Thursday, September 27, 2018

Dreams and Legends

The heart, I think, which is the home of all things rhythmic, is where learned poems go to live.
~Bill Richardson


A couple of poems used in Poetry Out Loud, the national recitation contest for students, today.

The Farmer
by W. D. Ehrhart

Each day I go into the fields
to see what is growing
and what remains to be done.
It is always the same thing: nothing
is growing, everything needs to be done.
Plow, harrow, disc, water, pray
till my bones ache and hands rub
blood-raw with honest labor—
all that grows is the slow

read the rest here





The Legend
By Garrett Hongo

In Chicago, it is snowing softly
and a man has just done his wash for the week.
He steps into the twilight of early evening,
carrying a wrinkled shopping bag
full of neatly folded clothes,
and, for a moment, enjoys
the feel of warm laundry and crinkled paper,
flannellike against his gloveless hands.
There’s a Rembrandt glow on his face,
a triangle of orange in the hollow of his cheek

read the rest here

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Just between you and me, sometimes I have been disappointed by Poetry Out Loud judging. I'm not surprised that it is hard to find consistency and skill among the many judges at the various levels. I ran across that problem during the dozen years I coordinated Reflections at the school level. (I still feel bad about a judge I lined up who turned out to be a stinker!) Regardless, I love that kids are learning poems by heart for Poetry Out Loud. Reciting poems is a gift.

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Deowriter has the Poetry Friday round-up. Thanks, Jone!

7 comments:

Linda B said...

Tabatha, you always make me read the poems you share, then return & read them once, or twice, more. How can we read & dismiss these startling words? Today it feels as if they are telling me to remember we do not know what others are thinking "inside". I guess we can only hope we're close in our imagining. These struck me as examples: "For them,/I complain." and
"I feel so distinct
from the wounded man lying on the concrete
I am ashamed."

Thanks!

Mitchell Linda said...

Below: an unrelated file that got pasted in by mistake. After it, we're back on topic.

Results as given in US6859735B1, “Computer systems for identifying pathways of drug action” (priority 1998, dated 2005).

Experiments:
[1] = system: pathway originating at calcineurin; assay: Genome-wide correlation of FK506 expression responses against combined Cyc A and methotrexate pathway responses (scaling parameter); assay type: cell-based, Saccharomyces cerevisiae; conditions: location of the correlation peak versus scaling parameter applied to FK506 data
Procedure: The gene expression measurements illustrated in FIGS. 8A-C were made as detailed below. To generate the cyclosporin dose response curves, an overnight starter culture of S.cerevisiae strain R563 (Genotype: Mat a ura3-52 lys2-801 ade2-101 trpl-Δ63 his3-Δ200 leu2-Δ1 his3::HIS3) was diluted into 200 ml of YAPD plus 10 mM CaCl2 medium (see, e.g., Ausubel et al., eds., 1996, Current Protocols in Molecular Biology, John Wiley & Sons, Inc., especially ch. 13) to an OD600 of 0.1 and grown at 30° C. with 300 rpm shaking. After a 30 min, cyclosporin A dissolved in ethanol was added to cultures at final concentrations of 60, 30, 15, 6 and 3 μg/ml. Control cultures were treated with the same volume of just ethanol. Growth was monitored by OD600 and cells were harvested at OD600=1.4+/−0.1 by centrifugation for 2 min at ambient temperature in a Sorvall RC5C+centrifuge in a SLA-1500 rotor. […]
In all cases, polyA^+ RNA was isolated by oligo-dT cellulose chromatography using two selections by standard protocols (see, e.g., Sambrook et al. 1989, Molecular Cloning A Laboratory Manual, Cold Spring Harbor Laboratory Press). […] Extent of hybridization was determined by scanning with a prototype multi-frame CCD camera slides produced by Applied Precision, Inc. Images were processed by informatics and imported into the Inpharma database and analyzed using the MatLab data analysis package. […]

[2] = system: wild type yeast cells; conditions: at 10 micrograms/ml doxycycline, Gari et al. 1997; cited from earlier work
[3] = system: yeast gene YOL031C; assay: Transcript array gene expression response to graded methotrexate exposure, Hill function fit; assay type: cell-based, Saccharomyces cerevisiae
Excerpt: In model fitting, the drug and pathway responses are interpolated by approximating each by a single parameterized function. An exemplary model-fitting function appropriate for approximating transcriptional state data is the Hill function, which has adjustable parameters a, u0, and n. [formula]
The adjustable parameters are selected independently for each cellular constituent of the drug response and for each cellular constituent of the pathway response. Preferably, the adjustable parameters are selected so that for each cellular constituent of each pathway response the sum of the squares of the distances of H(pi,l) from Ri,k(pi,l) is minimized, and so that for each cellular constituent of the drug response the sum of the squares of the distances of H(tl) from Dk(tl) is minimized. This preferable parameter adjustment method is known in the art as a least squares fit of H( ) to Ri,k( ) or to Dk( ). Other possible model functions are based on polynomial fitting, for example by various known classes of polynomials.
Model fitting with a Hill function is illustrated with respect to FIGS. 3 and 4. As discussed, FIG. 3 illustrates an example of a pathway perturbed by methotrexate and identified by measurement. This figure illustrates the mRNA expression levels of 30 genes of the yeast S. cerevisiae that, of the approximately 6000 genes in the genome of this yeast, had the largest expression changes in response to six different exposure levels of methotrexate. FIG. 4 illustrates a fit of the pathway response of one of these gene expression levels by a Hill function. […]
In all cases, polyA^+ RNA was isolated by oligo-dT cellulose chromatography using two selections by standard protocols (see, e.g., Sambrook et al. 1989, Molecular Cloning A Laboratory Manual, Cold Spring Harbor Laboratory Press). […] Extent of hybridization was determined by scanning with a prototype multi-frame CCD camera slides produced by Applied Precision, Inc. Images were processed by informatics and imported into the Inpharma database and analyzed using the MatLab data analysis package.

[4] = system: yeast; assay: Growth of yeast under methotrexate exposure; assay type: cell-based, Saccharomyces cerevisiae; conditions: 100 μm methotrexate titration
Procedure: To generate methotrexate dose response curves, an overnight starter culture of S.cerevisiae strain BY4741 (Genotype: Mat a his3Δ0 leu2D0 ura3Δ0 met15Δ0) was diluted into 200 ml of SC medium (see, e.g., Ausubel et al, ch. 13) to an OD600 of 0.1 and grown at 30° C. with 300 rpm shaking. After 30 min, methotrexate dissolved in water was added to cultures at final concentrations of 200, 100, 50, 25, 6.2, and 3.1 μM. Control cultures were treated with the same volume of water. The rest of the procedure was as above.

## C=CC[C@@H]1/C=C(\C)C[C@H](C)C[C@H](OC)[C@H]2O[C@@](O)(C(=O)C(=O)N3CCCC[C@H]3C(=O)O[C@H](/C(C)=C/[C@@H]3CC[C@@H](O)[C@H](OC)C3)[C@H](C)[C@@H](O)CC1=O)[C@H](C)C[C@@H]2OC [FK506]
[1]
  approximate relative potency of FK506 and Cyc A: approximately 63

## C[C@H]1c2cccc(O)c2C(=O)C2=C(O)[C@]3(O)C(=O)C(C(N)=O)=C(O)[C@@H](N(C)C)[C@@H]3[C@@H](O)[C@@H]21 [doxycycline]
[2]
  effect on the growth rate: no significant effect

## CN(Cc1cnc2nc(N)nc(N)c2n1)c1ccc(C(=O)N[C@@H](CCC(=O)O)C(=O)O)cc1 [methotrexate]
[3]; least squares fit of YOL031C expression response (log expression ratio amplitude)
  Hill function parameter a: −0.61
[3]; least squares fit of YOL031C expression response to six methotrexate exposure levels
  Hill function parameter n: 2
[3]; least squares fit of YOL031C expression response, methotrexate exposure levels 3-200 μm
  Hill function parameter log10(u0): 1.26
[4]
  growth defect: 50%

Oh, those POL poems....they really, really get me. I saw students perform at the National Book Festival once and was just blown away. These poems that you shared. Oh, the surprises...full and weighty and so ready to be read by a young person who will carry the words with them to competition and the rest of their lives. Gorgeous selection this week. I like the little video too. The woman's voice is beautiful.

susanbruck.com said...

Thank you for sharing these powerful poems. They are beautiful and thought-provoking. The second one made me feel so sad--it's almost exactly a year since a friend of mine was killed in a drive-by shooting.

Kay said...

I love The Farmer. One of my jobs is to go out and talk to farmers (to collect information for USDA agriculture surveys). I bet many of the farmers I talk to could relate to this poem. I started the year off with intentions to memorize a poem a week. I started out strong, but haven't continued. Now I want to memorize some more poems.

Buffy Silverman said...

Such interesting poems to choose for students to recite. I too love the farmer one, especially these lines (which I'm not sure I fully understand, but love the feeling of them):
A farmer of dreams
knows how to pretend. A farmer of dreams
knows what it means to be patient.

Karen Edmisten said...

Oh, these lines from The Farmer got me:

It is always the same thing: nothing
is growing, everything needs to be done.

Both powerful poems, Tabatha and you're right, reciting poems is a gift. So is sharing them on Poetry Friday. :)

Jone MacCulloch said...

Reciting is such a gift. I will miss coaching my students this year.